Tuesday, June 9, 1998 Published at 10:41 GMT 11:41 UK
Business: The Economy
Pressure continues on Asia's currencies
The yen's slide against the dollar is accelerating
The Japanese yen has fallen further against the dollar in trading in Tokyo, breaching 141 to the dollar at one point in the session, the lowest level since June 1991.
Late in the session profit-taking and the increased prospect that the G7 group of industrial countries would intervene to support the yen pared back the falls.
The yen was trading at 140.51 to the dollar by 0800GMT on Tuesday.
It will be chaired by US Deputy Treasury Secretary Lawrence Summers. The meeting was expected to be dominated by the situation in Russia, which last week appeared to face financial meltdown.
Last Friday US Treasury Secretary Robert Rubin said he knew of no plans to discuss currencies at the meeting.
But since then speculation has been growing that the meeting will address the falling yen. Hans Tietmeyer, head of the Bundesbank, Germany's central bank said on Monday that he hopes "the yen won't depreciate excessively".
And Japanese finance minister Hikaru Matsunaga said that "It was not precise to conclude that deputies will not discuss foreign exchange rates."
Japan has also suggested there may be bilateral talks between their representative at the talks, Vice Minister for International Trade Eisuke Sakakibara, and the US.
Mr Sakakibara, known as "Mr. Yen," has been criticised recently in Tokyo and there are some suggestions he may be moved later in the summer. And analysts suggest the Bank of Japan, not the Ministry of Finance is now running policy.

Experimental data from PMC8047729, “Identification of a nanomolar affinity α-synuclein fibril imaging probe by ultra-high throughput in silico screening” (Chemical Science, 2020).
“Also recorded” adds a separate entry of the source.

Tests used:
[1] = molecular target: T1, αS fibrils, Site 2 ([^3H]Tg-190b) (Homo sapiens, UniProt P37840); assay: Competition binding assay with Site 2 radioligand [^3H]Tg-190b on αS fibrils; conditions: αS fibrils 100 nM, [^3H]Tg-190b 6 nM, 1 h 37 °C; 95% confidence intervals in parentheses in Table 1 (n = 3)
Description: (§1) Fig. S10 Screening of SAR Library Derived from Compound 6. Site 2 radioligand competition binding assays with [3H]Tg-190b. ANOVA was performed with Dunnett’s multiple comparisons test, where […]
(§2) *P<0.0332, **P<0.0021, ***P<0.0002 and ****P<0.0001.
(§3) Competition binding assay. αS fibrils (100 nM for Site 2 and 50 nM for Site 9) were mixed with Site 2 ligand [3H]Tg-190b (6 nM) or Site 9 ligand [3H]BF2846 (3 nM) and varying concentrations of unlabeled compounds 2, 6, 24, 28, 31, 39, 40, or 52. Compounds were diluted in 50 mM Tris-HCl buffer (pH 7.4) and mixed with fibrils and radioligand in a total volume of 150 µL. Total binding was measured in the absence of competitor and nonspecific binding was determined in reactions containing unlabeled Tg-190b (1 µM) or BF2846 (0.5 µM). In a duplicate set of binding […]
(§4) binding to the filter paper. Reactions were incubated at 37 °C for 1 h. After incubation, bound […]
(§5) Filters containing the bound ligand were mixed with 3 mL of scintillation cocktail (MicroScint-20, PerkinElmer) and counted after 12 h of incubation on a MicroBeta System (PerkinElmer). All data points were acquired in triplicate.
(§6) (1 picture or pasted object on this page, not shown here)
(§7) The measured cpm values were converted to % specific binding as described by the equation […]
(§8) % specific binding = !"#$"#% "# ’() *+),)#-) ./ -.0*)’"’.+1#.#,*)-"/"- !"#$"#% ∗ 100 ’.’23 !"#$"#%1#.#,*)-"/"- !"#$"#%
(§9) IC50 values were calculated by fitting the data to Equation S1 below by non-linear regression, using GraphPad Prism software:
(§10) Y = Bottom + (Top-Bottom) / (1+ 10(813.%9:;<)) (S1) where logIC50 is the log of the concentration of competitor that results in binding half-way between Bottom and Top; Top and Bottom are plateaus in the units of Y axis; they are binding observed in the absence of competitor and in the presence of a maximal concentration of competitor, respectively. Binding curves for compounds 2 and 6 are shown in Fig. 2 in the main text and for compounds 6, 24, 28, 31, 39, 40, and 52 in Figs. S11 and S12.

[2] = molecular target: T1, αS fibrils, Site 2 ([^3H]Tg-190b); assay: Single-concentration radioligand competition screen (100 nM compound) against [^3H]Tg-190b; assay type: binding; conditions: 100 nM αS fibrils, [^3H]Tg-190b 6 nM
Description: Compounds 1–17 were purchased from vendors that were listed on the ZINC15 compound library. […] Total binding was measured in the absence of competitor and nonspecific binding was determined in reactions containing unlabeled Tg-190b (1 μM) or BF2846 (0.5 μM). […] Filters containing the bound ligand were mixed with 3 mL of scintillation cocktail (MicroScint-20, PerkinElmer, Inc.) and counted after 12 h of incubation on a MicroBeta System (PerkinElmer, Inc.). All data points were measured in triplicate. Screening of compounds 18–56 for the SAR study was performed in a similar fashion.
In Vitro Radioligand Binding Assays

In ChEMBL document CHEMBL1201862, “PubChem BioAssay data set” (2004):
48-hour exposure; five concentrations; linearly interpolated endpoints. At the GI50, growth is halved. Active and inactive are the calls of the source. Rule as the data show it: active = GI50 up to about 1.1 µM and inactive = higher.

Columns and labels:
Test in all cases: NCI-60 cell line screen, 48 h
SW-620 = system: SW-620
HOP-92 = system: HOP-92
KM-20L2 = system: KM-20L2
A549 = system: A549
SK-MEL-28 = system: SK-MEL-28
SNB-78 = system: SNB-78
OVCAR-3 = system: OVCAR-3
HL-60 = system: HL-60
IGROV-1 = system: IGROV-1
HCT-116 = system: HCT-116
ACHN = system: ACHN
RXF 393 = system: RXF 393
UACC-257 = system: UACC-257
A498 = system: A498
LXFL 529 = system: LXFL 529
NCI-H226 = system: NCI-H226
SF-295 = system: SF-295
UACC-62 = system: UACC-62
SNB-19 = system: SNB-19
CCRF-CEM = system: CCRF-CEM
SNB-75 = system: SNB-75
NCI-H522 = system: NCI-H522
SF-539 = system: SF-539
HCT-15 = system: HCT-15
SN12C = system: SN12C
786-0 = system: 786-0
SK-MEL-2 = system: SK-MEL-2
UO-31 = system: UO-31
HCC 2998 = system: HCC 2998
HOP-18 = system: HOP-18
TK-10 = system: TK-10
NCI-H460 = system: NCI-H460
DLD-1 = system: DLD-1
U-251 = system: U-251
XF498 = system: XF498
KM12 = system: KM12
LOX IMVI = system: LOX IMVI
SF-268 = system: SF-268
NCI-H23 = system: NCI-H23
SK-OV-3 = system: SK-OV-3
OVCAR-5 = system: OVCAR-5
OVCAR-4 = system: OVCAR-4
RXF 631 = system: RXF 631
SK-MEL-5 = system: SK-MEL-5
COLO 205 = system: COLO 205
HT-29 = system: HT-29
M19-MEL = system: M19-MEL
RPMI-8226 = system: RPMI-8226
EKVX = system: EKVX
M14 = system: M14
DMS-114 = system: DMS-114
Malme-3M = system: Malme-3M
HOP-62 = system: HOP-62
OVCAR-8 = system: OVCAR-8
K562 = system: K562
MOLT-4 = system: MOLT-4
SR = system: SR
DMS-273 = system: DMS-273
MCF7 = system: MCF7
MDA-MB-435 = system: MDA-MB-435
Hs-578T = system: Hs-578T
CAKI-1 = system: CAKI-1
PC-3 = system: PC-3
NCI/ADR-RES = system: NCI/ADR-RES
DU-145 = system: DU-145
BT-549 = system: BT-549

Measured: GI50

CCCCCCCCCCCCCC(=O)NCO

The yen is suffering under the continued weakness of the Japanese economy and worries about the debts of Japanese banks.
On Tuesday another government report suggested that there were few signs that Japan would emerge from recession in June.
Japan's devaluation of the yen has put other economies in the region under pressure.
China's yuan under pressure
The yen's slump is reverberating around Asia. In Singapore trade, the US dollar was rampant, forcing down the Indonesian ringgit, the Singapore dollar, the Thai baht and the Taiwan dollar.
The New Zealand dollar was at a six-year low, and is facing further selling pressure, after the ratings agency Moody's announced on Friday that it was reviewing the country's credit rating for a possible downgrade.
All this increases the pressure on the Chinese yuan. As currencies across Asia plummet and the yuan maintains its value, Chinese exporters find it more and more difficult to sell their increasingly expensive goods.
China has insisted that the yuan will not be devalued, but Richard Jerram, chief economist at ING Barings in Tokyo, echoes the sentiment of many analysts: "The perception, whether it is correct or not, is that if the yen keeps going down then China will have to devalue as well."
Such a move would have dramatic knock-on effects. All financial experts agree that a devaluation of the yuan would trigger another vicious round of currency depreciations across Asia.
This in turn would hamper Europe's and America's exports into the region as well.
The end of Asia's financial crisis is nigh?
However, not everybody shares this gloomy view of Asia's economic prospects.
The Bank for International Settlements (BIS), known as the central banker's central bank, predicts that the worst economic turmoil in Asia may be over, and that worldwide growth prospects look good.
In a 199-page study the BIS speaks of a "generally happy state of affairs", and says that long-running economic expansion in the United States and Britain is set to continue.
However, the Basel-based bankers say that rekindling growth in Japan will not be easy: "No-one should be under any illusions as to the magnitude of the problems still to be faced and the potential difficulties along the way."
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